• PL + LG = ?

It was Foster-Harris's contention that most of the great stories of all time somehow take part in this archetypal pattern of having plot finally devolve to a moment where the central character is forced to the ultimate moral dilemma where no choice looks good and circumstance absolutely forces the character to make a decision in action, now, and based on who and what he ultimately is.

Such a test in the climax of a story (of whatever length) is the final crisis and test of the worth of the character. Surely, if the story has been of a sympathetic character, we as readers want the character to make the good choice. But, as in the case of the Hebrew readers of the story of Abraham, the good decision may appear to be sacrificial—in Abraham's case, literally so.

There is no doubt that to early readers (or hearers) of the Abraham story, the good decision was to sacrifice Isaac. But this was also clearly a sacrifice in more ways than one. Abrahanm evidently stood to lose everything by so doing: his beloved son, his future as a progenitor of the race, his daily happiness. And what could he see that he might get? Nothing!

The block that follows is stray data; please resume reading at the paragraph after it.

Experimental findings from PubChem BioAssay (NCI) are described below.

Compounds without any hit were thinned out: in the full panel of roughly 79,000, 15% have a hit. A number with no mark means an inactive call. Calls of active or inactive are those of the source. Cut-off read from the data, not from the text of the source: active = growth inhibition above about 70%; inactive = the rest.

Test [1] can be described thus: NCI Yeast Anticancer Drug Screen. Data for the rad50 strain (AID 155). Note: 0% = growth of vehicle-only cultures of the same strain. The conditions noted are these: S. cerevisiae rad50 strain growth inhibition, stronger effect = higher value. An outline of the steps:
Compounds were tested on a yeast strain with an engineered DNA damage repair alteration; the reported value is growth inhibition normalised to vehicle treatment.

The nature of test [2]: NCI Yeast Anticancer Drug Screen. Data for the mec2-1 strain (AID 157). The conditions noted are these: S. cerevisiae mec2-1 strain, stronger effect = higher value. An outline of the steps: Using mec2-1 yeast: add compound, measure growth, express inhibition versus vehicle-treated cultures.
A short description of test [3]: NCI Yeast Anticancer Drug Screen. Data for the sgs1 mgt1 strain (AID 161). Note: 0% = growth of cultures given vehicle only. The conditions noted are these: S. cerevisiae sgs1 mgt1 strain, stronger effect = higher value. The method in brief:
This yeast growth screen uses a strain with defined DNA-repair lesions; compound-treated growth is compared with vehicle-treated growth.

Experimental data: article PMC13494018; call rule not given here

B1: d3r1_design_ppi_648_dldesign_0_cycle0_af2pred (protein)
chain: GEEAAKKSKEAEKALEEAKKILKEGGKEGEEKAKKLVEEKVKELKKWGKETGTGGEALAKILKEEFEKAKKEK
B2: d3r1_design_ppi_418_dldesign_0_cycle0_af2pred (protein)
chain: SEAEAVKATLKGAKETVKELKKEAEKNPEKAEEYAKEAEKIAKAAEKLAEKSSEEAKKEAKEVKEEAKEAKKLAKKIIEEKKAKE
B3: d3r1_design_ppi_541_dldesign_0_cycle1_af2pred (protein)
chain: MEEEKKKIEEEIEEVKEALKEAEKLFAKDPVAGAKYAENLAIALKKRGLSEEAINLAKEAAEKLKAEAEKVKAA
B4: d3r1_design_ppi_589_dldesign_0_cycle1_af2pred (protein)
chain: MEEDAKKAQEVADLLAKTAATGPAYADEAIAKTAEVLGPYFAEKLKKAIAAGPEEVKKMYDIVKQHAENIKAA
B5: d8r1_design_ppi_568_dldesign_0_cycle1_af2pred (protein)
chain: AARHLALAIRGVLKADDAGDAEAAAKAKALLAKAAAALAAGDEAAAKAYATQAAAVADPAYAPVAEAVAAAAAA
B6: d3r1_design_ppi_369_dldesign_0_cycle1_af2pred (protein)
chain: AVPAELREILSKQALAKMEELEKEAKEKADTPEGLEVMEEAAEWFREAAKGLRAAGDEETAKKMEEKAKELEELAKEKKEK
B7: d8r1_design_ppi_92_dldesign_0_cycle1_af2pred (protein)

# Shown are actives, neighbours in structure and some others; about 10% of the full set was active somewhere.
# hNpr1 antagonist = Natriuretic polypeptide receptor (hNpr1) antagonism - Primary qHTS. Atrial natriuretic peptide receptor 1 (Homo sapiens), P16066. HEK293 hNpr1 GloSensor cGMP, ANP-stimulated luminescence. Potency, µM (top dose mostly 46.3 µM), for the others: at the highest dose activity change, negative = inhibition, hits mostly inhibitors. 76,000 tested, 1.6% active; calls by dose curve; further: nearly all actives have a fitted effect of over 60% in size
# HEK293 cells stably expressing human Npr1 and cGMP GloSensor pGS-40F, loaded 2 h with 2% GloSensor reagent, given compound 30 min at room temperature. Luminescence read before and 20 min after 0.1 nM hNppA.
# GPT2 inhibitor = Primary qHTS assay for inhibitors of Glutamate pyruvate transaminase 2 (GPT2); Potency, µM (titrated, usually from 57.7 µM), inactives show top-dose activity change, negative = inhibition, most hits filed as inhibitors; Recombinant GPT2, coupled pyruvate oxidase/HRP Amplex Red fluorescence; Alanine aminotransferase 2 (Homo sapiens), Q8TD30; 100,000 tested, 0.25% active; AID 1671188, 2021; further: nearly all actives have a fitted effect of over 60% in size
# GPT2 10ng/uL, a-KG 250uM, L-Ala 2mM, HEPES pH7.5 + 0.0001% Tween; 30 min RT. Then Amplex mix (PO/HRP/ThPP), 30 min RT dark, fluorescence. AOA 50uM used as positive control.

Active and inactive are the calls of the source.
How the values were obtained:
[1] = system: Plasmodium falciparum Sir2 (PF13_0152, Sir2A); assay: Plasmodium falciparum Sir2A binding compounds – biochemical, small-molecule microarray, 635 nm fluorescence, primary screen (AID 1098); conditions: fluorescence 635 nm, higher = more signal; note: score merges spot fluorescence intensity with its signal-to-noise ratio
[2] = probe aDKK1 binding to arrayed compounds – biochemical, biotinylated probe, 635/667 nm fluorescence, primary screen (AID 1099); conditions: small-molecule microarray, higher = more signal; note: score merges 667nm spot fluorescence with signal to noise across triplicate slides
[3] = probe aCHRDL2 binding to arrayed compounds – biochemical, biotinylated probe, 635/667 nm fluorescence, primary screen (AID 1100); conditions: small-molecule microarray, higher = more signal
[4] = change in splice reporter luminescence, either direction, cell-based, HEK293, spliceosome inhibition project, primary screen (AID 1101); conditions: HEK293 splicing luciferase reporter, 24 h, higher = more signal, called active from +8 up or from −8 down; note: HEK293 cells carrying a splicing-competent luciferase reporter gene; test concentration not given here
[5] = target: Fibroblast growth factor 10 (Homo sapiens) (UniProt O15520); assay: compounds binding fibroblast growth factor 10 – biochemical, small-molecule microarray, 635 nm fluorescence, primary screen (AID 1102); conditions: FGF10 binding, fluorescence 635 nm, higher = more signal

This moral equation became Abraham's ultimate test, the final proof (in the story) as to whether he is admirable, lovable, worthy of our reader concern. In such stories, we writhe in agony with the character facing such a dilemma.

Abraham, you will recall from the Bible, tried to delay a decision about his dilemma. God would have none of it, and demanded a decision at once. At this moment, Abraham became the sum total of who and what he was, and made no speeches, consulted no standard references, gave no sermons, but simply showed his decision in action.

He raised his hand to slay his beloved son, Isaac.